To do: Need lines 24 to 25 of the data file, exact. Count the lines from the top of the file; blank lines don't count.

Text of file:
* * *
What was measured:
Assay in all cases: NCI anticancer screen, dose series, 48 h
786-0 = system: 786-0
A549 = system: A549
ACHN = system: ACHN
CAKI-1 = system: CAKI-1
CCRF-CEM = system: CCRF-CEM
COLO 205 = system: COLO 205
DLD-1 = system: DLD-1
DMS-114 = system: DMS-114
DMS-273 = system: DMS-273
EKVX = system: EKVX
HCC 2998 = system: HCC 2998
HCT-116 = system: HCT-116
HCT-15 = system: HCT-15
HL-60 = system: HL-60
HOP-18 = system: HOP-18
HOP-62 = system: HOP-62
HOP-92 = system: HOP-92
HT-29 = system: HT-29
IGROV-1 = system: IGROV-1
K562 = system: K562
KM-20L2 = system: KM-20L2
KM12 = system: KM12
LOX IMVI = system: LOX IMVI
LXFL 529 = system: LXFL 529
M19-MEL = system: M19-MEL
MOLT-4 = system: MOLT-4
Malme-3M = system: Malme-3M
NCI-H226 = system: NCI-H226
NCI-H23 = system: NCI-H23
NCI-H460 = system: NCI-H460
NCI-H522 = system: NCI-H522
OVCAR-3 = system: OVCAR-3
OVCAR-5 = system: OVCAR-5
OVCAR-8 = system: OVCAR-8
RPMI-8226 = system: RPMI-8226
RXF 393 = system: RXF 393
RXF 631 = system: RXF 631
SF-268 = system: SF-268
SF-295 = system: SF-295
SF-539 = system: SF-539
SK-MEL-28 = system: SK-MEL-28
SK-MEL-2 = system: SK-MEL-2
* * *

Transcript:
KM12 = system: KM12
LOX IMVI = system: LOX IMVI